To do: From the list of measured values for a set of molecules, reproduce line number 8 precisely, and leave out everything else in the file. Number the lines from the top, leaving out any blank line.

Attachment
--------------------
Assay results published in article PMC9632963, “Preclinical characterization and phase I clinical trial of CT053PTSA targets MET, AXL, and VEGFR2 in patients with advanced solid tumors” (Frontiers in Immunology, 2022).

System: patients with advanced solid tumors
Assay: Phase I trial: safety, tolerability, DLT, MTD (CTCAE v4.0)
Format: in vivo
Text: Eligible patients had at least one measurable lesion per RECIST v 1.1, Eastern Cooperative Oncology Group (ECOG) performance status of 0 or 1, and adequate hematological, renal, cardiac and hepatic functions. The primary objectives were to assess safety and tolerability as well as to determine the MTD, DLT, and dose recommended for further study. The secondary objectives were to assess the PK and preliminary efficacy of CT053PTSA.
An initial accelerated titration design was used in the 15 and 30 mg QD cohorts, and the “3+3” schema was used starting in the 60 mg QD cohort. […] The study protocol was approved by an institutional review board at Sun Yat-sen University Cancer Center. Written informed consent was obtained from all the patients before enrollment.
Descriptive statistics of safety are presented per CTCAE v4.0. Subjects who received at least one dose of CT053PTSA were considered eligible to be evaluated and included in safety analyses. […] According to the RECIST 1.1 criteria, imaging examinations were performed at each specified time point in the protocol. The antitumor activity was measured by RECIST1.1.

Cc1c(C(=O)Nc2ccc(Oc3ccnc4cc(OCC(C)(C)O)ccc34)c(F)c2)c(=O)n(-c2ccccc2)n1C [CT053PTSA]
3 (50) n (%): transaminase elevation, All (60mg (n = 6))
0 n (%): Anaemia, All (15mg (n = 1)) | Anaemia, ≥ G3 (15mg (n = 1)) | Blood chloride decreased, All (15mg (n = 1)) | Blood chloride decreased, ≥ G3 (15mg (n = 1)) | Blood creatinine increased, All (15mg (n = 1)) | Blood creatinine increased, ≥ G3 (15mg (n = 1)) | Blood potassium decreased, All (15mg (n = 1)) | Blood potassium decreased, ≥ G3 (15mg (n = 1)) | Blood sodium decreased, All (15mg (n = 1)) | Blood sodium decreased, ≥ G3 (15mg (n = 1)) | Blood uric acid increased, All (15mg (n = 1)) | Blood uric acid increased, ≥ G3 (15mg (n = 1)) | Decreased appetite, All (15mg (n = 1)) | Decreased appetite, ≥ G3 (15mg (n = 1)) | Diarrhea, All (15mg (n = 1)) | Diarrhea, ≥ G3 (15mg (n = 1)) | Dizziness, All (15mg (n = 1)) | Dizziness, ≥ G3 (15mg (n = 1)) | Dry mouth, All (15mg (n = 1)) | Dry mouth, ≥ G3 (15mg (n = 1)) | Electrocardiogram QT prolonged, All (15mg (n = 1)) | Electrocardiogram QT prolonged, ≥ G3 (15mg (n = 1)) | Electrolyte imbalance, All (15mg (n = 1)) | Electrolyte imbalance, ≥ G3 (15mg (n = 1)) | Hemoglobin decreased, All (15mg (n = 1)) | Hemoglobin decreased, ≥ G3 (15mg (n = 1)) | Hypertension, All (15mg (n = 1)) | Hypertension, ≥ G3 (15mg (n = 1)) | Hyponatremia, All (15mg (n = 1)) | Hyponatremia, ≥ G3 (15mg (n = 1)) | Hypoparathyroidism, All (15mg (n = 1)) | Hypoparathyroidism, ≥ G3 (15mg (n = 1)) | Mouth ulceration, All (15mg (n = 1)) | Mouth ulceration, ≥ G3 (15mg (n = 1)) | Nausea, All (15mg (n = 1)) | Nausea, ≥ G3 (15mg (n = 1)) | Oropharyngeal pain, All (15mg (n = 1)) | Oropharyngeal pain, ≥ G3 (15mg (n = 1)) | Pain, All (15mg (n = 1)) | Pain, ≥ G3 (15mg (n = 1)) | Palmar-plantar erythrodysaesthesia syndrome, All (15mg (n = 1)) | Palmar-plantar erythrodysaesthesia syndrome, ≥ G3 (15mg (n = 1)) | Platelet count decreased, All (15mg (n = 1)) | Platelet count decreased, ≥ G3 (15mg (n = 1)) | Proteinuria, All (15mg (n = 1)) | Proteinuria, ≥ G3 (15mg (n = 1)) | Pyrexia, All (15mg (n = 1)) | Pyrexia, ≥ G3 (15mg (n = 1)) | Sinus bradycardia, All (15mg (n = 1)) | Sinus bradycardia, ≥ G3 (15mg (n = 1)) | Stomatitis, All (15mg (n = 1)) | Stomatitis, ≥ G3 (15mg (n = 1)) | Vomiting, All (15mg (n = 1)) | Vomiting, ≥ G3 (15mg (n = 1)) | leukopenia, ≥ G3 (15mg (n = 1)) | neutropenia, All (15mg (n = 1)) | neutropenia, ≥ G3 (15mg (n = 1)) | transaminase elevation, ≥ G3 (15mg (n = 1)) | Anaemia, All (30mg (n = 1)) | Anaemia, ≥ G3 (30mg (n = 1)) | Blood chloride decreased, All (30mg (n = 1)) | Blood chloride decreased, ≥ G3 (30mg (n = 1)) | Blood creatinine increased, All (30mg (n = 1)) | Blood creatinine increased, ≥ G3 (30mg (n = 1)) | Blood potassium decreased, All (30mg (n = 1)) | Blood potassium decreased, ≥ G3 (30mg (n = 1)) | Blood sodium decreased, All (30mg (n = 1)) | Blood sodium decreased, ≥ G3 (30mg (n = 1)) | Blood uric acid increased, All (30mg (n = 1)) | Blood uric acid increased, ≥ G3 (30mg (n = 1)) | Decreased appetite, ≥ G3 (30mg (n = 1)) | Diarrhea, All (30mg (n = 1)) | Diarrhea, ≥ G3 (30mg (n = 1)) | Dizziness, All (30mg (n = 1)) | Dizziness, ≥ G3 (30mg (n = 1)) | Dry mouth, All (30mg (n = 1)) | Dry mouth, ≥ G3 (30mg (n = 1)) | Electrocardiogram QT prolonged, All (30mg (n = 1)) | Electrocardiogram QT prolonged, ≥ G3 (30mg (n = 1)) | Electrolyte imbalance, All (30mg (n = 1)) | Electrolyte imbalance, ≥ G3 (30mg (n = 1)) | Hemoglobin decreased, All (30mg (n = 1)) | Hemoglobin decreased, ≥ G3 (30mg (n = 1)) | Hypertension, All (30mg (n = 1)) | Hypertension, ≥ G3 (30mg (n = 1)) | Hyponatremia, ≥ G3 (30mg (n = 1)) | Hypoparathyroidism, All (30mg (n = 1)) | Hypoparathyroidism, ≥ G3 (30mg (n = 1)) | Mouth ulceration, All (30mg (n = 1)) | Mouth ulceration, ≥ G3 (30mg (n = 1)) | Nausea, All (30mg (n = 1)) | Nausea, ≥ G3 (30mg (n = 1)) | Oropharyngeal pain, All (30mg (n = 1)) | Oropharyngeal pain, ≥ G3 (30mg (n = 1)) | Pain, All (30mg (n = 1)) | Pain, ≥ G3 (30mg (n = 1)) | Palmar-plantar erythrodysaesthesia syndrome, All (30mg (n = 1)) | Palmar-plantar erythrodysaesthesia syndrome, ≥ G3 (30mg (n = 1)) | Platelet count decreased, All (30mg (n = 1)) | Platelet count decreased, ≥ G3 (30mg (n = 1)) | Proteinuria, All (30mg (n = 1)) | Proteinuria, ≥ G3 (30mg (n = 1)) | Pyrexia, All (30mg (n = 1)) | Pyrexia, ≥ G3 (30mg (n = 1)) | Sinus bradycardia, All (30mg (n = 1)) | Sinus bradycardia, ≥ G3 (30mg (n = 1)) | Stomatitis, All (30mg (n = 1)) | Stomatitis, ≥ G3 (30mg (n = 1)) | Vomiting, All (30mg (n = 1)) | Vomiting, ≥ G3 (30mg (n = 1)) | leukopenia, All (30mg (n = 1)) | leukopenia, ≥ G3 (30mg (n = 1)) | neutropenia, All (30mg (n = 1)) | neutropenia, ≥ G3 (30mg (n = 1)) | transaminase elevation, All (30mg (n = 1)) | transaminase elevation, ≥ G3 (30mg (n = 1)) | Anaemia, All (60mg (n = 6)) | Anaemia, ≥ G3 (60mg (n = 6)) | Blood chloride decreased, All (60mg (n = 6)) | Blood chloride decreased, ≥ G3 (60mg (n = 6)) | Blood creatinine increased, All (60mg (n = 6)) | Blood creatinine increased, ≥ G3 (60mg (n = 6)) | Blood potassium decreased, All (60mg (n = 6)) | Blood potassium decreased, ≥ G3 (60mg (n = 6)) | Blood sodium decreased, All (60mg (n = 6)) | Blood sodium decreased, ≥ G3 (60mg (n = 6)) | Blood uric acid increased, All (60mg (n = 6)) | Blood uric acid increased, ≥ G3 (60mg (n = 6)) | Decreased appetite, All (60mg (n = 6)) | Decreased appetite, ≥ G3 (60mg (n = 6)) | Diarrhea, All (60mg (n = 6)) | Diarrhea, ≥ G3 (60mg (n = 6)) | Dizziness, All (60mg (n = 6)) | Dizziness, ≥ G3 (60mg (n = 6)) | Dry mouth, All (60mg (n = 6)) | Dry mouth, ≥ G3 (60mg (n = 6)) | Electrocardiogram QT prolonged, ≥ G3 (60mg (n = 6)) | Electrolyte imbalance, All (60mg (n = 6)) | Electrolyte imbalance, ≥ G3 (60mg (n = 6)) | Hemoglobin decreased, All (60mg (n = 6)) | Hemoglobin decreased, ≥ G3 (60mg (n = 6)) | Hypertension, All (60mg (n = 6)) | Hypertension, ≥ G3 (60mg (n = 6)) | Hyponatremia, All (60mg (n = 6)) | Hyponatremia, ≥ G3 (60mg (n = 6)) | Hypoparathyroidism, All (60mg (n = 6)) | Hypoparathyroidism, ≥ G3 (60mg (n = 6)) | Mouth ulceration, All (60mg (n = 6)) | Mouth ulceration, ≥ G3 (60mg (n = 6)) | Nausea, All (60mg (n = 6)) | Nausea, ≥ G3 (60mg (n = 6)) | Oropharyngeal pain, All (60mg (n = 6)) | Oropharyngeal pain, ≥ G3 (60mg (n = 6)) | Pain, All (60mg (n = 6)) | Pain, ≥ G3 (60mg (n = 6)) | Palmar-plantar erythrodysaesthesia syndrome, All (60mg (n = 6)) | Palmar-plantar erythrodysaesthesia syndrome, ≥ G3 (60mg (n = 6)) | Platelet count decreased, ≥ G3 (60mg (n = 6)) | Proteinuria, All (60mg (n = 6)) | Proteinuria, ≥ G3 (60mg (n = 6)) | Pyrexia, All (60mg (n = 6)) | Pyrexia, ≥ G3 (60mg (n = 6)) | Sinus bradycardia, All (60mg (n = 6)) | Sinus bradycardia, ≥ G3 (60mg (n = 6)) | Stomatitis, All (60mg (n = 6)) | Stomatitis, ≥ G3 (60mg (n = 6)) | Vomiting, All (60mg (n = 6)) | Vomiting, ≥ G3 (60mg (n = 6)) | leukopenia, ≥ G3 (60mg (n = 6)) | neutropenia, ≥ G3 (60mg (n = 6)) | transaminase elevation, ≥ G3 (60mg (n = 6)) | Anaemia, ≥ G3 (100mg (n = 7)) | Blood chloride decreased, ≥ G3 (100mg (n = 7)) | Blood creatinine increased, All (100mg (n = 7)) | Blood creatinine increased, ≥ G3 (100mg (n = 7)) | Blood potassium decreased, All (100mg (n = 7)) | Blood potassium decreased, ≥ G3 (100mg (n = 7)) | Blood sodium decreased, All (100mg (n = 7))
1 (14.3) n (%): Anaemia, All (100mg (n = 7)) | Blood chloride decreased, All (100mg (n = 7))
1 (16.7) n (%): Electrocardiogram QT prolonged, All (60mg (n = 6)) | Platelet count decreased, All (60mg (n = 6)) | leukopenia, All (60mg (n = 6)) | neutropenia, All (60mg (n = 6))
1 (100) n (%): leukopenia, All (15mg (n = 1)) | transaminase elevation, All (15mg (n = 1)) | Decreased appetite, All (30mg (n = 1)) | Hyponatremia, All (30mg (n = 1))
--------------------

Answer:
Cc1c(C(=O)Nc2ccc(Oc3ccnc4cc(OCC(C)(C)O)ccc34)c(F)c2)c(=O)n(-c2ccccc2)n1C [CT053PTSA]